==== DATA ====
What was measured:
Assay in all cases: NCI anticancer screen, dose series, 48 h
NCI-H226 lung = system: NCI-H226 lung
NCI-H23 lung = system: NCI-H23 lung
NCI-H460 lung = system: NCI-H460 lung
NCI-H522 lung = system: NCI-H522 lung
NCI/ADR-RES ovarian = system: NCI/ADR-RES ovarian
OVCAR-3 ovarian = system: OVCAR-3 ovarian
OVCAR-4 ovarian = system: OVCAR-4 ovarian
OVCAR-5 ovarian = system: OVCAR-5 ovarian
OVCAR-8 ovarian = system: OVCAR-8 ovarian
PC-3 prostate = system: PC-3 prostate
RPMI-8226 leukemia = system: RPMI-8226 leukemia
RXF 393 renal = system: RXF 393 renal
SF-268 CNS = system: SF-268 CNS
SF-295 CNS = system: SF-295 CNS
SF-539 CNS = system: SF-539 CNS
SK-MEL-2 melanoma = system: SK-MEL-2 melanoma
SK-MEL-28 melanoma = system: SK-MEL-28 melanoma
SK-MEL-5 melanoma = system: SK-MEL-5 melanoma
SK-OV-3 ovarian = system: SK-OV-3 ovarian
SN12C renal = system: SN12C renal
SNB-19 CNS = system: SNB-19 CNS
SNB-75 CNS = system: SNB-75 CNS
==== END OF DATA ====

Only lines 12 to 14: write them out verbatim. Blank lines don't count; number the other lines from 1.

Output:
PC-3 prostate = system: PC-3 prostate
RPMI-8226 leukemia = system: RPMI-8226 leukemia
RXF 393 renal = system: RXF 393 renal